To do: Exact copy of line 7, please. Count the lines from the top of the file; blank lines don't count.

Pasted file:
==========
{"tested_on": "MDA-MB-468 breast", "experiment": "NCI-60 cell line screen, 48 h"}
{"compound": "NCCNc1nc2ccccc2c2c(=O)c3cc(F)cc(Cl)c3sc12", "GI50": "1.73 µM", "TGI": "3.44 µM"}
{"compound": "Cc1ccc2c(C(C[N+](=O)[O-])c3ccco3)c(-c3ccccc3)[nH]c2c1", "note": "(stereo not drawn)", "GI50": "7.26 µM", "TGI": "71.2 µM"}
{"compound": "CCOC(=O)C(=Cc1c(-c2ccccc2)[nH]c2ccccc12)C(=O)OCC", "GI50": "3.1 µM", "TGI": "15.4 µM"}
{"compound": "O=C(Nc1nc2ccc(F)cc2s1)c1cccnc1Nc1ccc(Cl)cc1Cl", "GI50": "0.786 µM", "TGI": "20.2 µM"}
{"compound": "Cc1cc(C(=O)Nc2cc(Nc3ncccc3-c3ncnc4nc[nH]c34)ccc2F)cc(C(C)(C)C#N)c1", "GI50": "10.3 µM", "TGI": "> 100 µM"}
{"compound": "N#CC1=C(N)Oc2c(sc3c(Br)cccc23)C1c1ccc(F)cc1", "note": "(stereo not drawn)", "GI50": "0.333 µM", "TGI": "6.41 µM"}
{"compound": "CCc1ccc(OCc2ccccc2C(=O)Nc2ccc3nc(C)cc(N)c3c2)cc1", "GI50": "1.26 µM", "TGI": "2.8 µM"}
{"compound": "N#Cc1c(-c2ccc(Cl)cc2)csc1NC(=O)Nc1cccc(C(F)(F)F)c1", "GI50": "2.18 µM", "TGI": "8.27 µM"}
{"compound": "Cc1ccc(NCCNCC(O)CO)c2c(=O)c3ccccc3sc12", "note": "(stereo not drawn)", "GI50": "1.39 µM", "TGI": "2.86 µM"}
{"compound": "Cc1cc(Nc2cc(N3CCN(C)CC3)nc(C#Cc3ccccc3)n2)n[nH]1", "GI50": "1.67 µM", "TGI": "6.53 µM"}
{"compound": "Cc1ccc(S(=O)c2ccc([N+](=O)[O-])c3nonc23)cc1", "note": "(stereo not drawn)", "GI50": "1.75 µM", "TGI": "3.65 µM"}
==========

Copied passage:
{"compound": "N#CC1=C(N)Oc2c(sc3c(Br)cccc23)C1c1ccc(F)cc1", "note": "(stereo not drawn)", "GI50": "0.333 µM", "TGI": "6.41 µM"}